Plastic flare guards

Submitted: Saturday, May 08, 2004 at 16:56
ThreadID: 12698 Views:2494 Replies:4 FollowUps:4
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Hi all
Must say that the new designs all have plastic flare guards in one form or another and are prone to traping mud/dirt in the cavities which encourages rust formation. Any clever idea out there to overcome it apart from permanent removal?
Cheers
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Reply By: Rosco - Bris. - Saturday, May 08, 2004 at 18:31

Saturday, May 08, 2004 at 18:31
Apart from aluminium guards ... wink wink, the only immediately obvious thing I can think of is to remove them (if that's possible) and give the metal surface a good hit with a quality rust inhibitor. Wack em back on and clean up the excess with a bit of turps. Probably not that easy though I would suspect, in which case trying to work some into the join is about all you can do ..... then keep a very close eye on them.
AnswerID: 57748

Reply By: rolande- Saturday, May 08, 2004 at 21:51

Saturday, May 08, 2004 at 21:51
Wil,
What vehicle do you have? This will help us provide better advice regarding your situation, although rust is not something Rosco has to deal with :)
Rolande
AnswerID: 57771

Follow Up By: Wil - Monday, May 10, 2004 at 18:17

Monday, May 10, 2004 at 18:17
rolande
I have an 80 series & a Jimny. They both have plastic guards which traps mud in the cavities. Really hard to clean them out. A real worry if you go off road regularly & cannot keep up with the cleaning effort. :(
Guess the Patrols are much the same aye?
Cheers
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FollowupID: 319762

Follow Up By: rolande- Monday, May 10, 2004 at 19:45

Monday, May 10, 2004 at 19:45
Wil,
The Patrol has plastic flares and inner guards, the plastic guards are easier to clean than the old steel ones and no worries about rust, the flares are sealed with a rubber pin strip and don't seem to catch too much crap, I would think the 80 series would be similar, and knowing Suzuki, just take the drain plugs out of the floor and hose it out :). Only kidding, just find the plastic less worry long term than steel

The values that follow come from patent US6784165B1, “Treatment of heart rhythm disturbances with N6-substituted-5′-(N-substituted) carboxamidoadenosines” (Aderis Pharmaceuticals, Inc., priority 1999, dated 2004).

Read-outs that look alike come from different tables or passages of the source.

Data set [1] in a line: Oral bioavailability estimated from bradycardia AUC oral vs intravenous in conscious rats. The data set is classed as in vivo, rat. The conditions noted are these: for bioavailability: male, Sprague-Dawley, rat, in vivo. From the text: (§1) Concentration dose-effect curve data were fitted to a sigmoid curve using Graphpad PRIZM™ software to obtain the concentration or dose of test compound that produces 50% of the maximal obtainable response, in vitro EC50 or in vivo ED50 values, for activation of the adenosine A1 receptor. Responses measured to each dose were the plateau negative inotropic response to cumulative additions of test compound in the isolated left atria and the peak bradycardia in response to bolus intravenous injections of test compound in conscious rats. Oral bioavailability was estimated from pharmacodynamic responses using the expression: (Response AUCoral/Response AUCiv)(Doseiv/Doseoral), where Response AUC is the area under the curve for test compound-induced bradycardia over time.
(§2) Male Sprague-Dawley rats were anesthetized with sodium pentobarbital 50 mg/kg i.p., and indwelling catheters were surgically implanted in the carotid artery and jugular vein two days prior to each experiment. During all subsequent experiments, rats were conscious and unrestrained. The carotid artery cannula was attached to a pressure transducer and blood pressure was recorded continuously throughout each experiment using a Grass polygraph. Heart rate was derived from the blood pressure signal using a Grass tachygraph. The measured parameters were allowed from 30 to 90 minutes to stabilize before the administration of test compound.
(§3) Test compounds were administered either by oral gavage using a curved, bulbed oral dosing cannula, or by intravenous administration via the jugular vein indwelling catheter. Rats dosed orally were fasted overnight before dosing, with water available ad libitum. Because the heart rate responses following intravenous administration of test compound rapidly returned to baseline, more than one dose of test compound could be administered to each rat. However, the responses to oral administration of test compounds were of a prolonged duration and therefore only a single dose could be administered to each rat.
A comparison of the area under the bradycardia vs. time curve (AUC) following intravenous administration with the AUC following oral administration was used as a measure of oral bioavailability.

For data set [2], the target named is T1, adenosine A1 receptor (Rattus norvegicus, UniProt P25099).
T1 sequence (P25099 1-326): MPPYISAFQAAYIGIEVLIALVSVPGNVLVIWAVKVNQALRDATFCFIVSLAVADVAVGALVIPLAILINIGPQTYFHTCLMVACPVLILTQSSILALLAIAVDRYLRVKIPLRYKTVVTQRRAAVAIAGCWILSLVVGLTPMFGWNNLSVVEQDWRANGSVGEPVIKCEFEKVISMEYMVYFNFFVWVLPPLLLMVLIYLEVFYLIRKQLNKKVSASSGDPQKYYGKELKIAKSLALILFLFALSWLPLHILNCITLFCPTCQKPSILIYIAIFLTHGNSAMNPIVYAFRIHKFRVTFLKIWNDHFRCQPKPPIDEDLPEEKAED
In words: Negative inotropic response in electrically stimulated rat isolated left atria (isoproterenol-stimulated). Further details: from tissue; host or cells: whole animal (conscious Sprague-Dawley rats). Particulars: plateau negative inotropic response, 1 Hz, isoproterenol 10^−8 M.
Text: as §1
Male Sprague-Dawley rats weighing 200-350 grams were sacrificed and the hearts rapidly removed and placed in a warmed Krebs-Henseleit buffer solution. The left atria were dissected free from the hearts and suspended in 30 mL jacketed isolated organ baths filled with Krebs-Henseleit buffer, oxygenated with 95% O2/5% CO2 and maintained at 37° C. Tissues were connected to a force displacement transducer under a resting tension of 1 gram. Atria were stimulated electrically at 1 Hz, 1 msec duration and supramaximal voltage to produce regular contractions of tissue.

rolande
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FollowupID: 319786

Reply By: Member Eric - Sunday, May 09, 2004 at 11:15

Sunday, May 09, 2004 at 11:15
The idea is to spend time sealing them up , depending on the vehicle , they be a pain to remove and replace . After a insident in Toolangi were i lost a couple of flares , i realised how much crap gets caught under there . In the next couple of weeks , i will remove them again and seal them with Silicone and glue a foam weather strip on the bottom edge .
AnswerID: 57818

Follow Up By: Wil - Monday, May 10, 2004 at 18:33

Monday, May 10, 2004 at 18:33
Eric
I have had the inside trim off on the 80 series and the guards are all held in with bolts around the back. Not sure about the front. Must be a pain to remove in any case.
I liked the new Tourag & Range Rover design whereby they have a plastic moulded wheel arch lining. If only we could mould something like that with a lip that could be foam taped & screwed against the plastic guards. Even better if someone presses it from aluminium sheets.
Cheers
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FollowupID: 319767

Follow Up By: Member Eric - Monday, May 10, 2004 at 19:03

Monday, May 10, 2004 at 19:03
The rear are easy to get to . The front are a pin , since the bolts are past the inner guard , you also need to remove the fuse box to bet to one of the bolts
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FollowupID: 319779

Reply By: Baz (NSW) - Sunday, May 09, 2004 at 17:48

Sunday, May 09, 2004 at 17:48
Better plastic and replacible and put up with a little work cleaning them than metal and going to the panel beaters to get them fixed if you bump into something, as above bit of time and seal them with silicon. Or buy a defender they are aluminium !!

Baz.
AnswerID: 57862

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